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LoraM

Lora's Rants and Reviews

My own unapologetic opinions on books and writing. I DO NOT accept review requests but only review books I choose to read and I don't post reviews on Amazon. I'm also persnickity about genre and plot.

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Children of the Morning

Children of the Morning - Shanna Lauffey

by Shanna Lauffey

 

(Sorry for repeat, but my review disappeared!)

 

I'm definitely hooked on this series. The second book continues soon after where the first book left off. The author has said on her blog that she looks at the episodes like television episodes, and I can see that. Each episode ties up the immediate situation neatly, but there is a larger, continuing story. You don't get left on cliffhangers, but you can see there is going to be more to tell.

 

This one even gave hints about what the third story will be about and I'm really looking forward to it as it sounds like we're going to get to know Marcus better and get some extensive time travel information about how it all works and why there can be exceptions to some of the rules.

 

That's one thing that was introduced in this episode, a couple of exceptions to what had appeared to be solid rules, but they are done in a believable way. It all makes perfectly good sense.

 

It starts out with Akalya realizing that she's been too far in the past for too long, but she has a few things to do before she returns to her own time. Like in the first book, we get a real feel for times and places where she travels, including 1969 San Francisco. I really enjoyed that part. Some of the convolutions of time travel come up and we get to know a few characters from the first book better, as well as meeting a couple of new people. How important any of them will be over the course of the full series is hard to tell at this point, but there are a few definite main characters that I expect will keep showing up.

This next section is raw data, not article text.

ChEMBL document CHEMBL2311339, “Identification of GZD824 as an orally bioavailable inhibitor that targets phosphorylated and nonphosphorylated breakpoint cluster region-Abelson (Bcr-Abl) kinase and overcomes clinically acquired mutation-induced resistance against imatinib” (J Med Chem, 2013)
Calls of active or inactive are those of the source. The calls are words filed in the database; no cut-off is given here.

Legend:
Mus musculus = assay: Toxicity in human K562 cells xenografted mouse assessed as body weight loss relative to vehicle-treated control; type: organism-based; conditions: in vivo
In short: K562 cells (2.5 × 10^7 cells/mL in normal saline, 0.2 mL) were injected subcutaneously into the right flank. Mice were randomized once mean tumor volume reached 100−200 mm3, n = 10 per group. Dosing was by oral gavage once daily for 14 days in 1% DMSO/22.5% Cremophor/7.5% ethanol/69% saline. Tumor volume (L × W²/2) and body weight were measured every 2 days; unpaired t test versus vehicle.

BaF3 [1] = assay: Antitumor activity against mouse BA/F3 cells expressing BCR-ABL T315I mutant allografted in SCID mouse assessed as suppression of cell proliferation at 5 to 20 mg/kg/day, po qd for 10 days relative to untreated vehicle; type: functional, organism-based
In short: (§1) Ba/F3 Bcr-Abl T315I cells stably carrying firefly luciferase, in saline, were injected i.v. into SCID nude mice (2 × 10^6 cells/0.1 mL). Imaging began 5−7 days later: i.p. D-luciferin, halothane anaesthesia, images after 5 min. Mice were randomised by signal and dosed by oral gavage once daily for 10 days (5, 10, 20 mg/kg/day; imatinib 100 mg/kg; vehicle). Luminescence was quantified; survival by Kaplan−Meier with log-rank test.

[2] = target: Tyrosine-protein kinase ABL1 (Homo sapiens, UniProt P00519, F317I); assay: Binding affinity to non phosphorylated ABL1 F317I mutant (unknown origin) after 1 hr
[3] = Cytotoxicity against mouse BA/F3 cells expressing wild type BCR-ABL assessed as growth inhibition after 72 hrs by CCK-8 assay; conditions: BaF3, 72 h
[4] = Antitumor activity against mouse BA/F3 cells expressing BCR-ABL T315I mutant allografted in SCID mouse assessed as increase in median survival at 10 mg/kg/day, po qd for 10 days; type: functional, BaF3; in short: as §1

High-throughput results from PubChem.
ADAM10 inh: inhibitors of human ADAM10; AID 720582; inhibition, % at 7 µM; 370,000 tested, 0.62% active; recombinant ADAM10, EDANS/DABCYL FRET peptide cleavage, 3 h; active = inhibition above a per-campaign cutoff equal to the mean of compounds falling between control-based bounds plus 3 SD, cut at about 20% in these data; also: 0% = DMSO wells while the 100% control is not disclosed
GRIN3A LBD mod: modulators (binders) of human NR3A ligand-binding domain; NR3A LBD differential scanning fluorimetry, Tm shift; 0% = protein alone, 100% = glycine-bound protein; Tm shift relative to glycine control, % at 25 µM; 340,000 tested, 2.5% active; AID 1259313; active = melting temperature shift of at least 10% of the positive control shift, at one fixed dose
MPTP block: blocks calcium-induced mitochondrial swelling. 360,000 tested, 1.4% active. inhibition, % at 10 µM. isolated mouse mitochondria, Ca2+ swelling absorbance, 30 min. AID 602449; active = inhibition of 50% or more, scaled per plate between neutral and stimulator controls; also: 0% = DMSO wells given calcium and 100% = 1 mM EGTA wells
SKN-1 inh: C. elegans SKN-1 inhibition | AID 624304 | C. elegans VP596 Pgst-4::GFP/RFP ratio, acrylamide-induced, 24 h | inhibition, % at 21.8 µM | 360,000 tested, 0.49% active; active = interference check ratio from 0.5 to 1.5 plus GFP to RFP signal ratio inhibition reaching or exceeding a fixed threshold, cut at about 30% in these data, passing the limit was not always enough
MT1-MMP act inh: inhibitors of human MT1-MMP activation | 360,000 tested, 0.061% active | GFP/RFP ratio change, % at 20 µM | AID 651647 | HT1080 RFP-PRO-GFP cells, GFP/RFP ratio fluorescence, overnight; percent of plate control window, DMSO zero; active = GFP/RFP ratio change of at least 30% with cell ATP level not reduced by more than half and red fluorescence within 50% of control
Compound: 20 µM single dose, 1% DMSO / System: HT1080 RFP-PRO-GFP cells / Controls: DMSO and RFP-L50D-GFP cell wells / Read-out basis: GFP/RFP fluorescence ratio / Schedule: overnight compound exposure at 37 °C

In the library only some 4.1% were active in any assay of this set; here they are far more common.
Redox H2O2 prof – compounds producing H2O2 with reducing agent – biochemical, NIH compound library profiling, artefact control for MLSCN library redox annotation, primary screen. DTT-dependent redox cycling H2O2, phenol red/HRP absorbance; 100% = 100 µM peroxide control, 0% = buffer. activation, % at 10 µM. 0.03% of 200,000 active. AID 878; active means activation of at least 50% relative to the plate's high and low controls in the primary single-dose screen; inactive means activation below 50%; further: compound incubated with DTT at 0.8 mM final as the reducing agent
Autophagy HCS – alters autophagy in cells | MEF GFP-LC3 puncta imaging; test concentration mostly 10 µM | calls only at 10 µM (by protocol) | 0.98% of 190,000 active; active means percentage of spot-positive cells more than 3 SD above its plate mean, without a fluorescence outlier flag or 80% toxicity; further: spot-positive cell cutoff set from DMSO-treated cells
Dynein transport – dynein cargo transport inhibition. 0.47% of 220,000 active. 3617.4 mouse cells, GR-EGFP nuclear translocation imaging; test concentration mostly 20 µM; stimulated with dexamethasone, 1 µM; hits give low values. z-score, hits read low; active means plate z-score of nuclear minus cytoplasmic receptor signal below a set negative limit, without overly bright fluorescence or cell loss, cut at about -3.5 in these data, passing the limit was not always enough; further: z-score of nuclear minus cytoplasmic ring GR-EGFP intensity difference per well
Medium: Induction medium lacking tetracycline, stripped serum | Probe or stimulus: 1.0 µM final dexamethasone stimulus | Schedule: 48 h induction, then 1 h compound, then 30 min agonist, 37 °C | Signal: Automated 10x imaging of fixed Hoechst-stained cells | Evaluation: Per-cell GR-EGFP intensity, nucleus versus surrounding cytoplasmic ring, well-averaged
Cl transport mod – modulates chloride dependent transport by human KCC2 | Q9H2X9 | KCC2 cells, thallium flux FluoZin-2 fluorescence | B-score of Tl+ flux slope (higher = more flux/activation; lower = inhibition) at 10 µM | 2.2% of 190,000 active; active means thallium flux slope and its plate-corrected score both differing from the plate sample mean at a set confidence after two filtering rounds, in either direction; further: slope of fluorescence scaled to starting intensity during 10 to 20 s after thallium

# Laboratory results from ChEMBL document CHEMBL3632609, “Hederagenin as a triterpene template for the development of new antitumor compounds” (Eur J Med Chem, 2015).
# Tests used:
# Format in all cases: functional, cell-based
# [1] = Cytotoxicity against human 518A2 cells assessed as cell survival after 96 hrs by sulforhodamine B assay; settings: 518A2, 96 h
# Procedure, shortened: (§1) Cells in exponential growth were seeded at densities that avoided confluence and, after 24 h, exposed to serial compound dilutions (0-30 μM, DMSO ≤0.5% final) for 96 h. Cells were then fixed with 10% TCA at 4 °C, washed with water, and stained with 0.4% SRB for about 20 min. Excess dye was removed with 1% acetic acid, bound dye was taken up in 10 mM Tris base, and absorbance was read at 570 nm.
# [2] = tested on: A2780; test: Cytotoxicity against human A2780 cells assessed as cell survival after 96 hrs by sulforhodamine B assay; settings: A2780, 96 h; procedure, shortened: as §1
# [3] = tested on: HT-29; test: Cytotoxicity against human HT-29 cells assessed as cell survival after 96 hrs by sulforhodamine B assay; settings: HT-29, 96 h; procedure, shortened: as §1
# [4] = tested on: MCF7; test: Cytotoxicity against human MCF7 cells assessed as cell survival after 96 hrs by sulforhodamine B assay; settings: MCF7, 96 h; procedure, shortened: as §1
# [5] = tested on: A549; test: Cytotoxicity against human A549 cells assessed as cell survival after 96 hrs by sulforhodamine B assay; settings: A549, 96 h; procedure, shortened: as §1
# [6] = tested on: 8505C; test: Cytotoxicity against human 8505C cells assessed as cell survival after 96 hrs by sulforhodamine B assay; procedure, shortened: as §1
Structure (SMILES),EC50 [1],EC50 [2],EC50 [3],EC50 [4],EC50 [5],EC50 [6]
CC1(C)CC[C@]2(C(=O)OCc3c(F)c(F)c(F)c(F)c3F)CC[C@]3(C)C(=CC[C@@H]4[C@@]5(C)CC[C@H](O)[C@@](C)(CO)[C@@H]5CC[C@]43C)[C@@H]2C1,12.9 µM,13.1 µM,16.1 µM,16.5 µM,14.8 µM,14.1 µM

Most important besides Akalya herself is Marcus. I don't want to write spoilers for those who haven't read the first book yet, but Marcus is the strong, quiet type and the dynamics between him and Akalya has been a real tease. We learn why she has an Arabic name and some of the culture of the time shifters and I thought that the information about where some of the strange terms that were in the first book came from was artfully worked in.

 

The story, like Time Shifters, strikes a balance between Akalya's relaxed attitude towards crisis and some fast action when she needs to escape a situation. As she says somewhere in the book, time is her playground. Only now some limitations are being put on her movements because those who want what the time shifters have are closing in and learning from their own mistakes. It is up to the time shifters to stay a step ahead as the enemy begins to learn too much about their habits and to set traps.

 

I'm not going to hesitate to give this one the 5 stars I should have given the first one. As the second book in a 10 book series, it's sort of transitional, expanding on the information from book one and setting up book 3, but the writing is well done and the feeling of visiting the places and living through the time periods is mesmerizing. A fully enjoyable experience.